Reverse Mortgage Strategies
Many new reverse mortgage strategies are available for your use today than there were in years past. Thanks in large part to these recent changes, the FHA-insured Home Equity Conversion Mortgage (HECM) aka the reverse mortgage, has seen it’s place in the world shift dramatically. Until recently the reverse mortgage was viewed as a product of last resort. The many recent changes have shifted the program into it’s role as a financial planning tool with many reverse mortgage strategies becoming clear. Forbes published an article on May 18, 2015 that discusses three excellent opportunities to use the reverse mortgage.
One of the most thoroughly studied reverse mortgage strategies is known as the Standby Line of Credit strategy. The standby line-of-credit option suggests using a reverse mortgage as an emergency line-of-credit to be tapped for income when the market is down. This can alleviate the strain on your portfolio that might come from withdrawing your usual income, allowing it the opportunity to potentially bounce back. When combining this factor with the credit line growth rate a recent study found this strategic use of a reverse mortgage significantly increased portfolio longevity.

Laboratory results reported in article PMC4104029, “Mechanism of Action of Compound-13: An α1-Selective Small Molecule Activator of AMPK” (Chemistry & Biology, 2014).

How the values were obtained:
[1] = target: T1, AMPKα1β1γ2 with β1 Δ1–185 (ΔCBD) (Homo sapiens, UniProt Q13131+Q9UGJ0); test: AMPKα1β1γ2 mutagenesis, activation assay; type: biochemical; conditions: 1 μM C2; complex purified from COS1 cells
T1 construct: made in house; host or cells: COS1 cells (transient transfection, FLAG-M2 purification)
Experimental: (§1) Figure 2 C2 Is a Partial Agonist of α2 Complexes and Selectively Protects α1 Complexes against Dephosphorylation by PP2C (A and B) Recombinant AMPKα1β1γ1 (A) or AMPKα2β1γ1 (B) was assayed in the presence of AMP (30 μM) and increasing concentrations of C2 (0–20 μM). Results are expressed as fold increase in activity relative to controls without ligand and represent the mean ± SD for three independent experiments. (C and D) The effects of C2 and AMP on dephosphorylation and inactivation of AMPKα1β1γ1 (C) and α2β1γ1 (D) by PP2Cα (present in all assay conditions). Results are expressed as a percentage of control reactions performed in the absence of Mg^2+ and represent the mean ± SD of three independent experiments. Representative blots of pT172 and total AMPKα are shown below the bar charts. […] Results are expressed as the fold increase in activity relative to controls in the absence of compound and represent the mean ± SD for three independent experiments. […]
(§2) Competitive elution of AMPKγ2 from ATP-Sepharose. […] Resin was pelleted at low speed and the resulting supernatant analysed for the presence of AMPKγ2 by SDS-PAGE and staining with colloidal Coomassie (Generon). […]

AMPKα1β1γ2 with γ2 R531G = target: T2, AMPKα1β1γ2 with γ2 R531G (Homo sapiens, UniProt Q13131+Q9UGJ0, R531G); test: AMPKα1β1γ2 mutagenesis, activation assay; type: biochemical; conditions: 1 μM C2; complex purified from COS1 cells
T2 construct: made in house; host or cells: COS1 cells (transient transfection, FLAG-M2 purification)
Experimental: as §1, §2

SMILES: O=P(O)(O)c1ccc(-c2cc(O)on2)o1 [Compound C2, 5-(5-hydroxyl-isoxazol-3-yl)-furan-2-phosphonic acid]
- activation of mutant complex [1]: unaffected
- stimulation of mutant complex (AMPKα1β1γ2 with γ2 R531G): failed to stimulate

The second of the reverse mortgage strategies discussed was using a reverse mortgage to supplement your income in order to delay taking Social Security until your full retirement age. Delaying Social Security can potentially provide significant increases in your monthly income when you do eventually begin receiving it. There is also the flexibility of delaying Social Security to potentially avoid paying increased taxes, depending on your individual situation. When to take your Social Security is a complicated decision that should be discussed with a knowledgeable professional. If you do feel that delaying Social Security might be right for you, a reverse mortgage may provide you the liquidity you need to do just that.
The last of the reverse mortgage strategies that the article discusses is the more traditional use of replacing current debt with a reverse mortgage. This is what many people do when taking a reverse mortgage, they use the proceeds to pay off an existing mortgage or home equity loan, or even to repay credit cards or other high interest debt. This can potentially lead to improved cash-flow for you, by eliminating your current monthly payment. It is important to remember that although the reverse mortgage does not require a monthly mortgage payment, you are still required to pay your property taxes, insurance, any applicable association fees or ground rents, and also maintain your home to FHA standards. Failure to do so will result in foreclosure. With that in mind, eliminating your monthly principal and interest payment is the difference between a successful retirement plan and a failed plan for many borrowers.
These materials are not from HUD or FHA and were not approved by HUD or a government agency.